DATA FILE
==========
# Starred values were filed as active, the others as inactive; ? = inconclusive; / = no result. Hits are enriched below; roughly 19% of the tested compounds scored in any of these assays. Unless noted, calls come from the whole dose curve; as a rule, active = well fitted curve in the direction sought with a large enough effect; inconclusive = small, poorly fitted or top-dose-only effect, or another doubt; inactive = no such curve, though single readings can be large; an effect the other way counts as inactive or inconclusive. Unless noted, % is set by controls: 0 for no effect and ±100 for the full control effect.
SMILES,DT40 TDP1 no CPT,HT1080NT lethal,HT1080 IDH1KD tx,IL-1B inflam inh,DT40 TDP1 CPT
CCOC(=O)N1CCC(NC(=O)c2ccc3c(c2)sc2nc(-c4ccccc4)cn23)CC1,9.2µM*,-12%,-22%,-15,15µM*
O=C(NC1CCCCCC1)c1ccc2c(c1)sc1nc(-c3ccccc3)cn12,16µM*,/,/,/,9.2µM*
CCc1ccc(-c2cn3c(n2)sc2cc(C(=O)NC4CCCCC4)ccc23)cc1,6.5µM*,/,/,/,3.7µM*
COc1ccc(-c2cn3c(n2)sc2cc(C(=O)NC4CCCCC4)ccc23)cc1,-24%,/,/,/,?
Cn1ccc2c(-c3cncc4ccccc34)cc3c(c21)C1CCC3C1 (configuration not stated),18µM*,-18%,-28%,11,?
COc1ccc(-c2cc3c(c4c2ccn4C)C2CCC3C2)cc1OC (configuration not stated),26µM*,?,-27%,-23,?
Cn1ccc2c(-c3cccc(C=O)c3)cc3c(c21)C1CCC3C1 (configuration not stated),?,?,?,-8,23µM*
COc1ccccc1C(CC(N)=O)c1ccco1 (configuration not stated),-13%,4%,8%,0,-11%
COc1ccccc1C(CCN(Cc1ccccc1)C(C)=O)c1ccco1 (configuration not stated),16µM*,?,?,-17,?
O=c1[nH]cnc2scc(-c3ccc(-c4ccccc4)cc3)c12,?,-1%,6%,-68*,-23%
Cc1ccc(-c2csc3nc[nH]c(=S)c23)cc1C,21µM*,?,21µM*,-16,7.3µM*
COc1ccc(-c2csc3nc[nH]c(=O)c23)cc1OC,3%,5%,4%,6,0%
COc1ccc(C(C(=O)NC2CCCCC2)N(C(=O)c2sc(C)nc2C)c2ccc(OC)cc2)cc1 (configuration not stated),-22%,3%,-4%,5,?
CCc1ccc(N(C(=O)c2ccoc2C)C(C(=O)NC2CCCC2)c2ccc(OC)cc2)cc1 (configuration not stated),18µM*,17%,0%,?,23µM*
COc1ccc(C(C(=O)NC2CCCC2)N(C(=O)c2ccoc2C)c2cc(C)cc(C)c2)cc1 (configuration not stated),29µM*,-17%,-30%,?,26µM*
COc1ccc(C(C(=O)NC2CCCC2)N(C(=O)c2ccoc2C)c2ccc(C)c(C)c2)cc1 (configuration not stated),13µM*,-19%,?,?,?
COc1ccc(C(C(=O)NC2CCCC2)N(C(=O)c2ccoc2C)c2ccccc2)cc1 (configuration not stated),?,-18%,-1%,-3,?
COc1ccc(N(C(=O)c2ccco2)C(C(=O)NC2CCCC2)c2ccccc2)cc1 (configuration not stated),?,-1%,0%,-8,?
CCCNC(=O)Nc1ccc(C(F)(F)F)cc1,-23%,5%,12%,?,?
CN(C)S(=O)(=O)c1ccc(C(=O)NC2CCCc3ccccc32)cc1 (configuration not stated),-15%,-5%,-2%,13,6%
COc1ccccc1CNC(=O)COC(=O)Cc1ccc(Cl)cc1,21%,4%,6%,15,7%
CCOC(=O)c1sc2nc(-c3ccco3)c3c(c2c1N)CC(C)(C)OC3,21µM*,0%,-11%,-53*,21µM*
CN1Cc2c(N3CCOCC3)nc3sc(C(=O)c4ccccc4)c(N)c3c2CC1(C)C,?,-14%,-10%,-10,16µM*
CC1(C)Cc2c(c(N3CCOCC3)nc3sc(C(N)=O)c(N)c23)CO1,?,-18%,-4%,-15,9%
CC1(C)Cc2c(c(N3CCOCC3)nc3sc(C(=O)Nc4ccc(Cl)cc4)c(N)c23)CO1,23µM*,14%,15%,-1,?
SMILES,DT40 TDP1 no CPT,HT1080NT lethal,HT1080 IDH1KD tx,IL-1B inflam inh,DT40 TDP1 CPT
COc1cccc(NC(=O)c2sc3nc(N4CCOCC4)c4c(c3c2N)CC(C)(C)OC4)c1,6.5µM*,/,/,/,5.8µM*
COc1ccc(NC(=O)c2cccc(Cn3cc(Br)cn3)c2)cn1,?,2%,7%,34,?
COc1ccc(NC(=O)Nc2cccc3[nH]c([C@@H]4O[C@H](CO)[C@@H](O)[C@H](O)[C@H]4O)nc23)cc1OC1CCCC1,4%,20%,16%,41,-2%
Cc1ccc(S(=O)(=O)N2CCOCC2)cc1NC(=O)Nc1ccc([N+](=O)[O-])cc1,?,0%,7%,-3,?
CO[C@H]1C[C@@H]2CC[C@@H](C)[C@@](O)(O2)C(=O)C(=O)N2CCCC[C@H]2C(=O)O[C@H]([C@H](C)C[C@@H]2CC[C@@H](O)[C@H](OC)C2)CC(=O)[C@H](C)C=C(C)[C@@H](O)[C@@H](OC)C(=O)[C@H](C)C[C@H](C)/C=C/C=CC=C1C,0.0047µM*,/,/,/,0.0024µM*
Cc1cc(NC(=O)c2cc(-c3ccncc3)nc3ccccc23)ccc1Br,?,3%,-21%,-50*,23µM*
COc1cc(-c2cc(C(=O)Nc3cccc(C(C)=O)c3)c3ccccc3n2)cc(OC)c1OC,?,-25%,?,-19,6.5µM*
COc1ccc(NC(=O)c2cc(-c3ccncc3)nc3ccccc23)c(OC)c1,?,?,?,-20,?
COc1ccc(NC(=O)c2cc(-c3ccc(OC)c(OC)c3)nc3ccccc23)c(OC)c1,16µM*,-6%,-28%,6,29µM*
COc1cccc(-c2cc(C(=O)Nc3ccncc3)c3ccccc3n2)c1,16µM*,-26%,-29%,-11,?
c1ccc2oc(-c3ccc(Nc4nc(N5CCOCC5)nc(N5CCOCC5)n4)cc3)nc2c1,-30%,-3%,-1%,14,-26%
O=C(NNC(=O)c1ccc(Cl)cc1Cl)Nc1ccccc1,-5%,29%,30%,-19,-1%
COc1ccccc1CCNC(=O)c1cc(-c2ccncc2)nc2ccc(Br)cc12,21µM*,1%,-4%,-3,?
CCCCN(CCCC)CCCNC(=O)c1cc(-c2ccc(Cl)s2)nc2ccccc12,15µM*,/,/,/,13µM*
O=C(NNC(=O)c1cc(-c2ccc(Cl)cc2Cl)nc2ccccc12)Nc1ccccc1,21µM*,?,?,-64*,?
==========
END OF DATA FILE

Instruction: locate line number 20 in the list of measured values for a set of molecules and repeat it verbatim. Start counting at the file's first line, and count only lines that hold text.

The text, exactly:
COc1ccc(N(C(=O)c2ccco2)C(C(=O)NC2CCCC2)c2ccccc2)cc1 (configuration not stated),?,-1%,0%,-8,?